After a signal is received, signal transduction involves altering the behavior of proteins in the cascade, in effect turning them on or off like a switch. Adding or removing phosphates is a fundamental mechanism for altering the shape, and therefore the behavior, of a protein. Phosphorylation may open up an enzyme's active site, allowing it to perform chemical reactions,
Phosphorylation may open the active site of an enzyme.
or it may frequently generate a binding site allowing a specific interaction (may make a bulge in one side preventing the protein from fitting together) with a molecular partner.
Enzymes that add phosphate groups to other molecules are called kinases, and the molecules the enzymes act on are called substrates. Protein kinases are a family of enzymes that use ATP to add phosphate groups on to other proteins, thereby altering the properties of these substrate proteins. Protein kinases themselves are frequently turned on or off by phosphorylation performed by other protein kinases; thus a kinase can be both enzyme and substrate.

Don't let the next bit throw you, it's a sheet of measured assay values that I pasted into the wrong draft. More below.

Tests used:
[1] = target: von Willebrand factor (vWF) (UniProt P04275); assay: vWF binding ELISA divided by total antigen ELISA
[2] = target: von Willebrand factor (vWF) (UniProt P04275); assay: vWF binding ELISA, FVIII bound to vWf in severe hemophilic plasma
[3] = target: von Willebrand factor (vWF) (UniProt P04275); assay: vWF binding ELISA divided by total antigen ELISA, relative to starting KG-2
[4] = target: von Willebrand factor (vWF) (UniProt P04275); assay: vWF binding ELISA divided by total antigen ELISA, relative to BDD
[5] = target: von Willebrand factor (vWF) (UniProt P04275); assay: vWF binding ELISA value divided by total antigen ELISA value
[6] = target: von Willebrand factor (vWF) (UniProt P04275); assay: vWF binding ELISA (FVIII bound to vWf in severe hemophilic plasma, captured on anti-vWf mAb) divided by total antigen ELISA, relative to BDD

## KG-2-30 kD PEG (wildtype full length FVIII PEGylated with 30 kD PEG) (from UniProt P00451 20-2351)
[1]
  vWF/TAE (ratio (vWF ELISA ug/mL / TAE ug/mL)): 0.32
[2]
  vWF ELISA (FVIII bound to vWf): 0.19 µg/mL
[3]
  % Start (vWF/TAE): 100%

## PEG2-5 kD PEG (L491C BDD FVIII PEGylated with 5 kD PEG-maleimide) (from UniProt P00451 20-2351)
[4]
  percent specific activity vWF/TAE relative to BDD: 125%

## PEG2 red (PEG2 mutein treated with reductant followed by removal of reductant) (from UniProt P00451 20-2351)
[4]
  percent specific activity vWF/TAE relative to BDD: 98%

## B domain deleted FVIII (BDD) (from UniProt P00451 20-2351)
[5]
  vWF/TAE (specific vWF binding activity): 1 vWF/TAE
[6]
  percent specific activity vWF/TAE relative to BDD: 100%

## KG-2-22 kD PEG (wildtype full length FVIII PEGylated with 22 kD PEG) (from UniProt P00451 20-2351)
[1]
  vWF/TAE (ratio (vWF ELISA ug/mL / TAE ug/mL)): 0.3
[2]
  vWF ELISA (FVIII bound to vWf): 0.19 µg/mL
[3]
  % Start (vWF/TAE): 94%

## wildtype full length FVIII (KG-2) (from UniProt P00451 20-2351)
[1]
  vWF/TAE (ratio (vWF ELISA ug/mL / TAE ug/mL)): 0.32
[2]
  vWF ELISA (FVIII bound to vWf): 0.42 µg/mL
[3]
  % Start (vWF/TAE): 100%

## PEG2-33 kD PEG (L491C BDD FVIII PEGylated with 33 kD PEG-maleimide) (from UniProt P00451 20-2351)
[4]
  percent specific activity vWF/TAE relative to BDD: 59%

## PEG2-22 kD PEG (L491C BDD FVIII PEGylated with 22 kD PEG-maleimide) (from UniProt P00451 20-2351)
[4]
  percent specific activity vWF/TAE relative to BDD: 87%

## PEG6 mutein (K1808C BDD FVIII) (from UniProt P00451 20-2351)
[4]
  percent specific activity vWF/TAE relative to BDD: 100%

Protein kinases can be broadly divided into two groups based on the amino acids to which they add phosphate groups. The serine/threonine kinases (ser/thr) are found in all eukaryotic cells and tend to be involved in regulation of metabolic and cytoskeletal activity. The tyrosine (tyr) kinases are found in all animals but not in yeast, protozoa, or plants, and appear to have evolved specifically to deal with the complex challenges of signaling in animals.
Molecular switches are useful only if they can also be flipped back to their original state. This is achieved by specific protein phosphatases, which can remove phosphate groups from kinase substrates.
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